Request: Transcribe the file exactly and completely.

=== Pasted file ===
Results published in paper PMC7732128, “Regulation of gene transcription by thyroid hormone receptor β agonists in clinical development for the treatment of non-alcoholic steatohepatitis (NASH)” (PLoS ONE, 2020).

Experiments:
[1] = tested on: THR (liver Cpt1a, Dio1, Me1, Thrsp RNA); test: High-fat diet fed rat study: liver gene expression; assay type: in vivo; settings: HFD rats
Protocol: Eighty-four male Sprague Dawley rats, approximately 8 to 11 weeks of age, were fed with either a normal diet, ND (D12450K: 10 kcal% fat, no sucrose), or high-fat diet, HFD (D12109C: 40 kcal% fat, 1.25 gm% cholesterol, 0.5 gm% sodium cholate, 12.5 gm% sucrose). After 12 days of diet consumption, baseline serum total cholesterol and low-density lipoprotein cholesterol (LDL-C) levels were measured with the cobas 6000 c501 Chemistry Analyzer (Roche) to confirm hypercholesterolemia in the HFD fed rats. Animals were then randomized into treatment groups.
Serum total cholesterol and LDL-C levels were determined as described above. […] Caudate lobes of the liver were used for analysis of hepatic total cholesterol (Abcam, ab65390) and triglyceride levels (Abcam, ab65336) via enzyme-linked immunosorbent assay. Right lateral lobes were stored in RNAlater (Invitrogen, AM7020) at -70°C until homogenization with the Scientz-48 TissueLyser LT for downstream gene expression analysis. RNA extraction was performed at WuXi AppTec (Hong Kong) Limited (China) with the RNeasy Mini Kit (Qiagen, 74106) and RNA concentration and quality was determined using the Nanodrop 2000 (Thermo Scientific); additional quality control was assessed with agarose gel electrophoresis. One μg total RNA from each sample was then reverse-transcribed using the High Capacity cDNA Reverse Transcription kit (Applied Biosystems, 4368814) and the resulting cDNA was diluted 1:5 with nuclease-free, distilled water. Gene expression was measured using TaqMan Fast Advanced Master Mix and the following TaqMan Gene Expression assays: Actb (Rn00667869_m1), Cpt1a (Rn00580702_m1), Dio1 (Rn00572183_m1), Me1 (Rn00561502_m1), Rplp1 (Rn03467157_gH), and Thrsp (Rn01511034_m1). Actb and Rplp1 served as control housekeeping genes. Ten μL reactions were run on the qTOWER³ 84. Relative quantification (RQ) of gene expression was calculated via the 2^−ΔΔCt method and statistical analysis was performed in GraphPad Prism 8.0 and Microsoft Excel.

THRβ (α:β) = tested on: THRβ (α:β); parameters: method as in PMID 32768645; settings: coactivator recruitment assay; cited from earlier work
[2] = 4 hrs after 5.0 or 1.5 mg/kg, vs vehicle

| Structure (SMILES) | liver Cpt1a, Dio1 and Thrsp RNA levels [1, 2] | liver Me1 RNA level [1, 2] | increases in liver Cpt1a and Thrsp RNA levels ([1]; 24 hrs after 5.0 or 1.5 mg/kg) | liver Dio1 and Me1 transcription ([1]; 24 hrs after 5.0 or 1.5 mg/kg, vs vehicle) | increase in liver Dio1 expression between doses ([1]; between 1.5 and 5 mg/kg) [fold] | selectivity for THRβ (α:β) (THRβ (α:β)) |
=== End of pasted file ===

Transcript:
Results published in paper PMC7732128, “Regulation of gene transcription by thyroid hormone receptor β agonists in clinical development for the treatment of non-alcoholic steatohepatitis (NASH)” (PLoS ONE, 2020).

Experiments:
[1] = tested on: THR (liver Cpt1a, Dio1, Me1, Thrsp RNA); test: High-fat diet fed rat study: liver gene expression; assay type: in vivo; settings: HFD rats
Protocol: Eighty-four male Sprague Dawley rats, approximately 8 to 11 weeks of age, were fed with either a normal diet, ND (D12450K: 10 kcal% fat, no sucrose), or high-fat diet, HFD (D12109C: 40 kcal% fat, 1.25 gm% cholesterol, 0.5 gm% sodium cholate, 12.5 gm% sucrose). After 12 days of diet consumption, baseline serum total cholesterol and low-density lipoprotein cholesterol (LDL-C) levels were measured with the cobas 6000 c501 Chemistry Analyzer (Roche) to confirm hypercholesterolemia in the HFD fed rats. Animals were then randomized into treatment groups.
Serum total cholesterol and LDL-C levels were determined as described above. […] Caudate lobes of the liver were used for analysis of hepatic total cholesterol (Abcam, ab65390) and triglyceride levels (Abcam, ab65336) via enzyme-linked immunosorbent assay. Right lateral lobes were stored in RNAlater (Invitrogen, AM7020) at -70°C until homogenization with the Scientz-48 TissueLyser LT for downstream gene expression analysis. RNA extraction was performed at WuXi AppTec (Hong Kong) Limited (China) with the RNeasy Mini Kit (Qiagen, 74106) and RNA concentration and quality was determined using the Nanodrop 2000 (Thermo Scientific); additional quality control was assessed with agarose gel electrophoresis. One μg total RNA from each sample was then reverse-transcribed using the High Capacity cDNA Reverse Transcription kit (Applied Biosystems, 4368814) and the resulting cDNA was diluted 1:5 with nuclease-free, distilled water. Gene expression was measured using TaqMan Fast Advanced Master Mix and the following TaqMan Gene Expression assays: Actb (Rn00667869_m1), Cpt1a (Rn00580702_m1), Dio1 (Rn00572183_m1), Me1 (Rn00561502_m1), Rplp1 (Rn03467157_gH), and Thrsp (Rn01511034_m1). Actb and Rplp1 served as control housekeeping genes. Ten μL reactions were run on the qTOWER³ 84. Relative quantification (RQ) of gene expression was calculated via the 2^−ΔΔCt method and statistical analysis was performed in GraphPad Prism 8.0 and Microsoft Excel.

THRβ (α:β) = tested on: THRβ (α:β); parameters: method as in PMID 32768645; settings: coactivator recruitment assay; cited from earlier work
[2] = 4 hrs after 5.0 or 1.5 mg/kg, vs vehicle

| Structure (SMILES) | liver Cpt1a, Dio1 and Thrsp RNA levels [1, 2] | liver Me1 RNA level [1, 2] | increases in liver Cpt1a and Thrsp RNA levels ([1]; 24 hrs after 5.0 or 1.5 mg/kg) | liver Dio1 and Me1 transcription ([1]; 24 hrs after 5.0 or 1.5 mg/kg, vs vehicle) | increase in liver Dio1 expression between doses ([1]; between 1.5 and 5 mg/kg) [fold] | selectivity for THRβ (α:β) (THRβ (α:β)) |